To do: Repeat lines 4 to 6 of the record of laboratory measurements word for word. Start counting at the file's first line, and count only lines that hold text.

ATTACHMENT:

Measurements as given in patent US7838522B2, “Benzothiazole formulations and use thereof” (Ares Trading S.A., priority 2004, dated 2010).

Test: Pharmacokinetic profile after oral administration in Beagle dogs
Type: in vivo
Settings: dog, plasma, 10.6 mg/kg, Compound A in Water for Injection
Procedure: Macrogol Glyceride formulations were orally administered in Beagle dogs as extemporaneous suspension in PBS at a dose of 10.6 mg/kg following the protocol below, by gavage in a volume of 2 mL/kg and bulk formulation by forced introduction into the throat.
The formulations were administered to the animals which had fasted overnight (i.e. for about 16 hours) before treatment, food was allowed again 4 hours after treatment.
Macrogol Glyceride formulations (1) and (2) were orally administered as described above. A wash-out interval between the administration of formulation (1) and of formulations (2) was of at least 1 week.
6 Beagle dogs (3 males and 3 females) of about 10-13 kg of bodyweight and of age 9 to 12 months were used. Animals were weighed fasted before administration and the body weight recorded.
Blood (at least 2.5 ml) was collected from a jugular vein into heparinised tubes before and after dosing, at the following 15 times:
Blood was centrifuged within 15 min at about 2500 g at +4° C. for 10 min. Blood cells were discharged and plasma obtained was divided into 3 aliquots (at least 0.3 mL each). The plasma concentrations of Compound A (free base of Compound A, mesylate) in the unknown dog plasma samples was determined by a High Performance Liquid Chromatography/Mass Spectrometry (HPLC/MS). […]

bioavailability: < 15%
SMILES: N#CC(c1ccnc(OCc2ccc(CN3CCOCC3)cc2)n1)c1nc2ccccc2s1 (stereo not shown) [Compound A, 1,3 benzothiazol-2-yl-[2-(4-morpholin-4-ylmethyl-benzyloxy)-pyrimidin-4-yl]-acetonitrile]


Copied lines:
Settings: dog, plasma, 10.6 mg/kg, Compound A in Water for Injection
Procedure: Macrogol Glyceride formulations were orally administered in Beagle dogs as extemporaneous suspension in PBS at a dose of 10.6 mg/kg following the protocol below, by gavage in a volume of 2 mL/kg and bulk formulation by forced introduction into the throat.
The formulations were administered to the animals which had fasted overnight (i.e. for about 16 hours) before treatment, food was allowed again 4 hours after treatment.